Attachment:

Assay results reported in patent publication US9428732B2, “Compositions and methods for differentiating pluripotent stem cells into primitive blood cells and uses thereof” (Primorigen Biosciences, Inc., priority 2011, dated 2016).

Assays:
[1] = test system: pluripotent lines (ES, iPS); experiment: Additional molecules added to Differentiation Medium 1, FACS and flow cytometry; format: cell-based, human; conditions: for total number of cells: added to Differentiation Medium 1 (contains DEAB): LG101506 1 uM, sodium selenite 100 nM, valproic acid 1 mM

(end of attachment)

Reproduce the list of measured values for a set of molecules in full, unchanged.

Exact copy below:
Assay results reported in patent publication US9428732B2, “Compositions and methods for differentiating pluripotent stem cells into primitive blood cells and uses thereof” (Primorigen Biosciences, Inc., priority 2011, dated 2016).

Assays:
[1] = test system: pluripotent lines (ES, iPS); experiment: Additional molecules added to Differentiation Medium 1, FACS and flow cytometry; format: cell-based, human; conditions: for total number of cells: added to Differentiation Medium 1 (contains DEAB): LG101506 1 uM, sodium selenite 100 nM, valproic acid 1 mM